Nintendo enthusiasts started poring through a huge Nintendo leak in July. Tons of files were dumped onto the internet. Called the “Gigaleak,” the files held source code and other assets for games like Super Mario Kart, Yoshi’s Island, and The Legend of Zelda: A Link to the Past. Hackers and data miners have found more file dumps since then, too. An anonymous user dropped a bunch of Game Boy files online in September, reportedly holding ROMs for games on the Game Boy and Game Boy Color.
That includes unreleased games, like Pokémon Picross, which was canceled in 1999, according to Pokémon YouTuber Lewtwo. And then there’s Ubisoft’s John Madden Football — a port of Electronic Arts’ John Madden Football ’93 that was supposed to be released on the Nintendo Entertainment System and Game Boy. Welcome to Ubisoft’s alternate universe.
Ubisoft announced the game, which was developed by NMS Software, in 1993. It said at the time that the 8-bit ports of Madden would be available by Christmas of that year, but the games were never released. Game Informer magazine previewed the title in 1993, according to The Video Game History Foundation, but with a “non-interactive demo.” Playable prototypes had never been discovered for John Madden Football, until now.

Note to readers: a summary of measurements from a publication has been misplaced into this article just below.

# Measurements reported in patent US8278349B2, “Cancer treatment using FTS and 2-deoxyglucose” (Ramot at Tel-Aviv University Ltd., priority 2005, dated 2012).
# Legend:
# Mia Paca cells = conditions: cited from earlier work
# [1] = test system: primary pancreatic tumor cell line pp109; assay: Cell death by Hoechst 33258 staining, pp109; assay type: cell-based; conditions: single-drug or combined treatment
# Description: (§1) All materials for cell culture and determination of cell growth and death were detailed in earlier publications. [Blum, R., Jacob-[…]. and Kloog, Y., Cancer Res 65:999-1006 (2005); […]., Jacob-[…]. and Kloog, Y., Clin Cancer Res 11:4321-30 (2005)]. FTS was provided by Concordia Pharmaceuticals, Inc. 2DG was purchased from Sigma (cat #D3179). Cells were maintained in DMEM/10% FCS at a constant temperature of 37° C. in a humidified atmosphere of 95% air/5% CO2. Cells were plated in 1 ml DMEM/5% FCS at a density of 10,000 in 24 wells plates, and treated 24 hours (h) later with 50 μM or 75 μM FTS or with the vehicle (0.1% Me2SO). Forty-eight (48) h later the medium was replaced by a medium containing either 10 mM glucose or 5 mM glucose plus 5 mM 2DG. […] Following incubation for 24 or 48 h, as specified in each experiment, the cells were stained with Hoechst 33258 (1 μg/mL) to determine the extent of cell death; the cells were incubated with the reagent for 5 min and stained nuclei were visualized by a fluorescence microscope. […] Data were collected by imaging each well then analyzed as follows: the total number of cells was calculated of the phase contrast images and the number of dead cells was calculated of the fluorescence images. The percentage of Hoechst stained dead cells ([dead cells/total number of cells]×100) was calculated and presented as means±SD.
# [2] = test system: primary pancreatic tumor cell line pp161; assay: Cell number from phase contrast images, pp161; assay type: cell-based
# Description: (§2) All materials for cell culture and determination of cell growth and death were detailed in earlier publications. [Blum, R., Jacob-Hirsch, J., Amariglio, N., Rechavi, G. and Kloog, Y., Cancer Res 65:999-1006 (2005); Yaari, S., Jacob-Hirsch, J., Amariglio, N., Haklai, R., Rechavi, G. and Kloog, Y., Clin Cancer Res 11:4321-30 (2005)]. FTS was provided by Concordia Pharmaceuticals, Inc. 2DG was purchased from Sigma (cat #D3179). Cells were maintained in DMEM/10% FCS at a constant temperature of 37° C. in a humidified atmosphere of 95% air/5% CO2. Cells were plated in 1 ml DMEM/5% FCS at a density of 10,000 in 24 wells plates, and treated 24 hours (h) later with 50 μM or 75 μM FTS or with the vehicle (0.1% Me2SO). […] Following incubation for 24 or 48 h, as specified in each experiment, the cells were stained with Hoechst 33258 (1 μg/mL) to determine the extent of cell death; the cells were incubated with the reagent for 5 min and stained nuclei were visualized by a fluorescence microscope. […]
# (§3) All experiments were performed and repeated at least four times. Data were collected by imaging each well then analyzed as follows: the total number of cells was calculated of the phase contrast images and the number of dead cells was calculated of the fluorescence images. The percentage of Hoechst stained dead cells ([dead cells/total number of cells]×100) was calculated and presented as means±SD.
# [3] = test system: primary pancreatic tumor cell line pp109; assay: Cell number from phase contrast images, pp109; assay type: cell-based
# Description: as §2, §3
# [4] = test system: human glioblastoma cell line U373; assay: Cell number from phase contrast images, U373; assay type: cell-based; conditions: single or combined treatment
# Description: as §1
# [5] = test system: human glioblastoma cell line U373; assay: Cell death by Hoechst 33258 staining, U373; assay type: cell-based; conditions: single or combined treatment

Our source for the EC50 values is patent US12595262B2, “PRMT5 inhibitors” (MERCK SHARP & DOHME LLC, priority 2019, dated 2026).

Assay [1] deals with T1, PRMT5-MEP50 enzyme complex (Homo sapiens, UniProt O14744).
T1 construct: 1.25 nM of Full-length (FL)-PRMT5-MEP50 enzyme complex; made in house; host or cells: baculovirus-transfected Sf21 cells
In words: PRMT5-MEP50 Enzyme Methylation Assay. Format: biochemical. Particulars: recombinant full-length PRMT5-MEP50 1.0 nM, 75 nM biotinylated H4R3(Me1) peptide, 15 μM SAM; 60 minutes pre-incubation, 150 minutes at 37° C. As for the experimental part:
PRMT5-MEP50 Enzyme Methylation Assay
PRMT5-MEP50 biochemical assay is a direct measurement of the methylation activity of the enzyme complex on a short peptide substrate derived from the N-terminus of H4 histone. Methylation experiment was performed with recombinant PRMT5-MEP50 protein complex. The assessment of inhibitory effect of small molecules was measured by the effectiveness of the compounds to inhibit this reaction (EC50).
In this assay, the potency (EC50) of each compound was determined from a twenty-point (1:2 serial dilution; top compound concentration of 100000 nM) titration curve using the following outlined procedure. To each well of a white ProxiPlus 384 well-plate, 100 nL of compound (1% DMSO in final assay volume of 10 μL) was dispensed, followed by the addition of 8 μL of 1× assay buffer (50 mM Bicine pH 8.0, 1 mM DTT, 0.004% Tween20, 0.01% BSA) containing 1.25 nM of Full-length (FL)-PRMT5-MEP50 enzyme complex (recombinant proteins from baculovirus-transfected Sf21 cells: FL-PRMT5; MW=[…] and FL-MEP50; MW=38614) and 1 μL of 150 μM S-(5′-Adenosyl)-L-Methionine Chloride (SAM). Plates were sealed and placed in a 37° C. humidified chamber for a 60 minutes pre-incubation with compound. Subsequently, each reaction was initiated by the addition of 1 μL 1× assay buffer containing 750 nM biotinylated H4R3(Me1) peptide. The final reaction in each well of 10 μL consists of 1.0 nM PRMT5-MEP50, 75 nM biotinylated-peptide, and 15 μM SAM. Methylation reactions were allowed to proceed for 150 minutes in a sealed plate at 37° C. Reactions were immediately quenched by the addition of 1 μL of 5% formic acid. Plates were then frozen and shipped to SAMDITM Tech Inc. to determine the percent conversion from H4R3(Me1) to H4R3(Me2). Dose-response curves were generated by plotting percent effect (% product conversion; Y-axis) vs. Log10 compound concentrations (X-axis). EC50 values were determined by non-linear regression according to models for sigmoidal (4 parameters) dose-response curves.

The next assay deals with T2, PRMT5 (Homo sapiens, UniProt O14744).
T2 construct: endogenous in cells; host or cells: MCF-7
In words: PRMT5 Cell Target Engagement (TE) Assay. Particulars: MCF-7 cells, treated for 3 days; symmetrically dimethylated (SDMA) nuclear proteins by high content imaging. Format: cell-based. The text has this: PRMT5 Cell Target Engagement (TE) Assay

Langley told Polygon that the John Madden Football ROM is playable if you can get to it, but said it’s “just a bit baffling and hard to play” — perhaps a reason why the game was never released. “The Madden ROM was in a ‘POOL’ folder, which means (at the time) it was possibly in a ‘waiting’ space to go and be tested, but it wasn’t,” Langley said. “It was never given a cart code.”
Ubisoft has not responded to Polygon’s request for more information.
Game enthusiasts are currently combing through John Madden Football for Game Boy to note differences between it and the Electronic Arts-published games. Madden NFL is one of the longest-running sports video game series, one that changed how players viewed the genre. That’s partly due to Electronic Arts, which has published the franchise since the beginning, when John Madden Football debuted in 1988 on Apple II. The series became an annual franchise starting in 1990 (with a new version of John Madden Football), when it launched on consoles. (The Madden NFL series got an official NFL license in 1993.)
If you’re counting, that means there would have been three different versions of John Madden Football, all with the same name, if Ubisoft’s Game Boy port had gotten published.